Day of the Flymo

Paddy Campbell
Live Theatre Company, Newcastle
Live Theatre, Newcastle

Kaleem Patterson and Tezney Mulroy
Akemnji Ndifornyen and Jill Dellow
Kaleem Patterson and Sophie Pitches
Jill Dellow and Tezney Mulroy

Few would claim that Paddy Campbell’s play is as ambitious as his debut for Live Theatre in 2013.

Wet House was almost incandescent in its effect, a searingly powerful, brilliantly written acted and directed creation of such intensity that it blazed a trail through the region’s theatre world, gathering several awards in its wake.

It was both issue-based but transcending any limitations of the imagination which that phrase might imply. My fear was that it may, in the way Citizen Kane’s reputation snapped at the heels of Orson Wells for his entire career, dog the writer’s future - if you’ll excuse the terrible pun.

I doubt it will. Campbell will write more great stuff. Day of the Flymo isn’t quite in that category, but we need to see the context. This was written for Live’s youth theatre. Three of the five actors are teenage members of that same youth theatre, and it is directed by Paul James who launched Live’s youth theatre and since l998 has been Associate Director of Education and Participation.

So if I say the play, also issue-based, has a greater sense of functionality and never flies as high or as free as Wet House, that’s understandable. Few plays will.

The subject matter is children in care (again drawn from the author’s personal work experience) and the main protaganist Liam (14 year old Kalem Patterson), is a disruptive 12 year old, possibly bi-polar and/or autistic whose behaviour has driven to despair his single mum Karen (Jill Dellow) and also his sister Becca (Tezney Mulroy). Liam’s idea of fun is to spear a bee with a pin and dangle it on a thread. He rants about the house like a turbo-charged Formula One machine and occasionally stabs the cushions to death with a sharp knife.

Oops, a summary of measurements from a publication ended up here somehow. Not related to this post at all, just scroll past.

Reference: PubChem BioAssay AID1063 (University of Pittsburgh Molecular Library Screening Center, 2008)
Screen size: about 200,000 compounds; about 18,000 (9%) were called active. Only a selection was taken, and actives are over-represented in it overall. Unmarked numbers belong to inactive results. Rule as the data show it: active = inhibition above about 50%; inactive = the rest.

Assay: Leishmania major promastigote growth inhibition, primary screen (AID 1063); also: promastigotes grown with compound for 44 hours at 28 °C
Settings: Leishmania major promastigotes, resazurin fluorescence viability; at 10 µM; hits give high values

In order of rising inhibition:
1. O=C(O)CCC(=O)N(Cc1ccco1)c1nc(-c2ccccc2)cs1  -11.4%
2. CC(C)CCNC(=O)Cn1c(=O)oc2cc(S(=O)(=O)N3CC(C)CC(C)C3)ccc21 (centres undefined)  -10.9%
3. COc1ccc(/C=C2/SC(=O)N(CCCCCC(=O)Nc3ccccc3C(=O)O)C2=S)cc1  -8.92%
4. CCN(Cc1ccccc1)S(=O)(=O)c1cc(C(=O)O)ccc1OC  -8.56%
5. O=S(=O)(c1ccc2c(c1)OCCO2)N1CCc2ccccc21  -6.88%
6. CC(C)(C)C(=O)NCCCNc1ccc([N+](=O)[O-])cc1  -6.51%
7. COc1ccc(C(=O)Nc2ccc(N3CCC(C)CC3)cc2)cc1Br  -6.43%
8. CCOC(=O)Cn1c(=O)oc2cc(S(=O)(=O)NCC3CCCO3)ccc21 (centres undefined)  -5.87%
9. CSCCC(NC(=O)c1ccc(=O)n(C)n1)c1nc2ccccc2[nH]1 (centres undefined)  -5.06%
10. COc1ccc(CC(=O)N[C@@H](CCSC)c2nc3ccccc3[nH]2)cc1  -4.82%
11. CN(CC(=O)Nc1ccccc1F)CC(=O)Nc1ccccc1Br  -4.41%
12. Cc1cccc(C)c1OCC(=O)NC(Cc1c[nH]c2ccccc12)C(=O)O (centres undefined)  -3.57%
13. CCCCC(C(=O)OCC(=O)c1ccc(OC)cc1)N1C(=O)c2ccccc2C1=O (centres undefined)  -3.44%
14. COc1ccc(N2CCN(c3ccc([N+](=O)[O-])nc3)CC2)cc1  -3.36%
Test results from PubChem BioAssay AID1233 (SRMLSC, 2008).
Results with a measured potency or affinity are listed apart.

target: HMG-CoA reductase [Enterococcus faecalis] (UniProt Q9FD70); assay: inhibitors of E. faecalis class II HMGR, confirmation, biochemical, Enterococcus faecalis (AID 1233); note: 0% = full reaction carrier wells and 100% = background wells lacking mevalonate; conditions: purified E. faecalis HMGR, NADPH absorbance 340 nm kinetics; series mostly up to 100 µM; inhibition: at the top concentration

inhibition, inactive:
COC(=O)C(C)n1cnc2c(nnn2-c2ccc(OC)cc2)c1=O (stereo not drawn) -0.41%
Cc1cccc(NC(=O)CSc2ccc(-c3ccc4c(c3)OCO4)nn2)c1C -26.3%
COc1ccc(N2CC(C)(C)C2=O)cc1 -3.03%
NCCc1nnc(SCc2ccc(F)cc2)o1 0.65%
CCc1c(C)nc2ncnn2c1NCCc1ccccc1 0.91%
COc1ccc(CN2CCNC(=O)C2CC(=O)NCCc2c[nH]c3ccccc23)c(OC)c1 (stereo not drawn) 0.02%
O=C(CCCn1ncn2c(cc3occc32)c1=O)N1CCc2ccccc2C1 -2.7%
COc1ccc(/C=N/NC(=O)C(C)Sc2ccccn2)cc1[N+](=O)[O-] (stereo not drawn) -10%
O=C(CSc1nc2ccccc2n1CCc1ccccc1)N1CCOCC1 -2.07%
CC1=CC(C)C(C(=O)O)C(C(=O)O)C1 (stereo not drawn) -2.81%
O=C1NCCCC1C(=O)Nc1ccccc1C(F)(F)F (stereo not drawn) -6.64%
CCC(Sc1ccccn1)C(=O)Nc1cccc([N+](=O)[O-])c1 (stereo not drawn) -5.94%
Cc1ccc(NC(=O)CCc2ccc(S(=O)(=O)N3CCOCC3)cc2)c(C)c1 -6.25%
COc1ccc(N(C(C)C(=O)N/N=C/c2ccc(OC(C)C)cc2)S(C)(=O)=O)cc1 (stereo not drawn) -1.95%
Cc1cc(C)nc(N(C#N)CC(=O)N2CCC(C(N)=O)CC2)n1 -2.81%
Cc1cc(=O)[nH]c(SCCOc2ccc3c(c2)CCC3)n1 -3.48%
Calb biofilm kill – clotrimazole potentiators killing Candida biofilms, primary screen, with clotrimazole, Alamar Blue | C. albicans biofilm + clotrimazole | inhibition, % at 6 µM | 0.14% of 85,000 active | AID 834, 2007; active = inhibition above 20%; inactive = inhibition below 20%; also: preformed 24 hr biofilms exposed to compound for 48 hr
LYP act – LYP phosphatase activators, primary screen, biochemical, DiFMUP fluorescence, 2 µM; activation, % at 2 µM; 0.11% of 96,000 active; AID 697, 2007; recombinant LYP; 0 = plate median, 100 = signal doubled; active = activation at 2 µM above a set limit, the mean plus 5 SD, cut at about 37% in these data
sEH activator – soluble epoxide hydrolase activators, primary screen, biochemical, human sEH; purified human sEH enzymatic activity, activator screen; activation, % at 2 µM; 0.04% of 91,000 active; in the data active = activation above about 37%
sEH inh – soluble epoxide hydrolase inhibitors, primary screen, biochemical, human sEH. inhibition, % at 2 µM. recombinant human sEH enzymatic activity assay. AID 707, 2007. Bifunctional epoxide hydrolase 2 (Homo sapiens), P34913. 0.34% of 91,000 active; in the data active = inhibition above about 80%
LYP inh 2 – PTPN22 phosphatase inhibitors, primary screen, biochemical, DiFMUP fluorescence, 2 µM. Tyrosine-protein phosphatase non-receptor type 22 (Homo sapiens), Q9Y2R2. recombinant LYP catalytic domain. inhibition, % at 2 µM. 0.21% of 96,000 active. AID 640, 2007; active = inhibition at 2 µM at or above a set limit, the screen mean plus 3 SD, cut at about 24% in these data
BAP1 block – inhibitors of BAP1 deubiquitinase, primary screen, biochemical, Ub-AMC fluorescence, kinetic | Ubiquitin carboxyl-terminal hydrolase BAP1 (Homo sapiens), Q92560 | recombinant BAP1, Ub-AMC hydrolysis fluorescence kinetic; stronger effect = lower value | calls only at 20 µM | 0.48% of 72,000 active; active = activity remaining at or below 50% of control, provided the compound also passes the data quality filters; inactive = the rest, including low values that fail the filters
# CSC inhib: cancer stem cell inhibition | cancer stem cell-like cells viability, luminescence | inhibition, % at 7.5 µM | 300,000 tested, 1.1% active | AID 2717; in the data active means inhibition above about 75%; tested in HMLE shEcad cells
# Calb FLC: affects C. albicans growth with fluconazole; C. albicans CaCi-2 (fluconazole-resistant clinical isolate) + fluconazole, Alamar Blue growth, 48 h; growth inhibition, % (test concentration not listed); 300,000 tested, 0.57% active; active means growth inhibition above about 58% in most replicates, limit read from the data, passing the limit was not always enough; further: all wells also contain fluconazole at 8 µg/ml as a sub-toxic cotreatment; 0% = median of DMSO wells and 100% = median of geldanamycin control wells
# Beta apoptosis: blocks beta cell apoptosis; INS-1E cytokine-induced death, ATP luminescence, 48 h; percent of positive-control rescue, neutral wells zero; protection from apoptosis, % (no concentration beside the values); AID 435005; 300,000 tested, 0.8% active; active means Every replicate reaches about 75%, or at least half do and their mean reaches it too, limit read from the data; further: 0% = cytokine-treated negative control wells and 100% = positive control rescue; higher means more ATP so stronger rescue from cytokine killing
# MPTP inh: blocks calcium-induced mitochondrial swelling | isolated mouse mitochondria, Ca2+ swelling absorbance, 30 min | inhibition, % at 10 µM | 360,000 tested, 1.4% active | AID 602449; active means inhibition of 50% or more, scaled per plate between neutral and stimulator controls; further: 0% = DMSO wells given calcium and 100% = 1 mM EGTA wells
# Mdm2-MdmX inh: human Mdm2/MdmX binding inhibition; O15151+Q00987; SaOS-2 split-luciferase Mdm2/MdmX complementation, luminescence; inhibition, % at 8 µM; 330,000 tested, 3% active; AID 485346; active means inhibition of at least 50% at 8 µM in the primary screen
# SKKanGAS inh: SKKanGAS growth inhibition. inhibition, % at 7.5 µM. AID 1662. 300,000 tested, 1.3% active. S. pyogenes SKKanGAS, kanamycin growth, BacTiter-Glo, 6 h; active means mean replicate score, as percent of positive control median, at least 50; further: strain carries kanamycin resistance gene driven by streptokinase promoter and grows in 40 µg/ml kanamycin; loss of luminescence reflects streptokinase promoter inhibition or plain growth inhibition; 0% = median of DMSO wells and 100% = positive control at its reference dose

Akemnji Ndifornyen plays the social worker Ben, sympathetic but increasingly tangled up in bureacractic ineffectiveness as Liam spins ever further out of control. Cleverly the audience see Ben both as a human being but also as part of the machine when, like a quasi-narrator he stands and quotes the jargonese of the official social worker’s reports to us.

Sophie Pitches plays the young girl Clara from the ‘nice’ middle-class environment fleeing a monster of a father. She joins up with Liam as he escapes from the home he is sent to.

The home incidentally has been outsourced to the private sector and rakes in £3,000 a week for every child it handles.

“£3,000?” yells the despairing Karen. “An extra £30 a week could sort us out here!”

Liam’s angry father eventually returns, (he’s not seen on stage) and in the developing row, Liam, in an echo of the earlier knife scene, stabs him. Liam goes for trial as the final scene ends.

It’s played out on Phil Green’s low-key domestic set. The main role is a huge responsibility for an actor of such tender years, requiring an energy and intensity sustained throughout the entire 80 minutes. Patterson manages to show, without condescension, both the character’s destructability and his humanity. If occasionally he speaks overfast it is possibly the necessary fuel for his continuous velocity.

There is humour too though the friendship between the working class Liam and the middle-class Clara I found slightly manufactured. All three young actors show a stage maturity beyond their years (benefiting no doubt from Dellow and Ndifornyen’s accomplished performances and experience).

They say the second album is often a problem. Also possibly the second play once the bar has been set so high by the first. Campbell’s a quality writer and once again we sense his creative sense of injustice at a system that simply does not serve humanity. He has no easy answers for there are none. And the playwright’s task is to shine the light, to reveal the true situation. So on some levels the production is highly effective and comes from a knowing voice, though no character here will stay indelibly in the mind as did Chris Connel’s brutal carer Mike or Joe Caffrey’s tragic-comic drunk Dinger in Wet House. Such multi-dimensional theatre is rare.

This piece was premiered by Live in the Spring for three nights to sell-out audiences, no doubt prompting this rerun. And with only two of the five actors professionals, I suspect economics may also have played a part.

Reviewer: Peter Mortimer

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